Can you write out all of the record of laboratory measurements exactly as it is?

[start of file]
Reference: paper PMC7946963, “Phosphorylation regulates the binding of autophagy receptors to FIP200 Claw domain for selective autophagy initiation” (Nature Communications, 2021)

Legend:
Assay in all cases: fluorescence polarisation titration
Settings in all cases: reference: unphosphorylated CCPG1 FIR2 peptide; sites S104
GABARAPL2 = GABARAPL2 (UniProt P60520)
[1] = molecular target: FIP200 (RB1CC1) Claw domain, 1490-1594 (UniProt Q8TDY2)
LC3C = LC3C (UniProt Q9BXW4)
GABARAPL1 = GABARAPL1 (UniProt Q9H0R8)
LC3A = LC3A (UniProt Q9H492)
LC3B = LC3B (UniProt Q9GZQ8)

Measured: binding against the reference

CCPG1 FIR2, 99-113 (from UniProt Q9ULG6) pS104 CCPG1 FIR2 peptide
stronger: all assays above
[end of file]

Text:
Reference: paper PMC7946963, “Phosphorylation regulates the binding of autophagy receptors to FIP200 Claw domain for selective autophagy initiation” (Nature Communications, 2021)

Legend:
Assay in all cases: fluorescence polarisation titration
Settings in all cases: reference: unphosphorylated CCPG1 FIR2 peptide; sites S104
GABARAPL2 = GABARAPL2 (UniProt P60520)
[1] = molecular target: FIP200 (RB1CC1) Claw domain, 1490-1594 (UniProt Q8TDY2)
LC3C = LC3C (UniProt Q9BXW4)
GABARAPL1 = GABARAPL1 (UniProt Q9H0R8)
LC3A = LC3A (UniProt Q9H492)
LC3B = LC3B (UniProt Q9GZQ8)

Measured: binding against the reference

CCPG1 FIR2, 99-113 (from UniProt Q9ULG6) pS104 CCPG1 FIR2 peptide
stronger: all assays above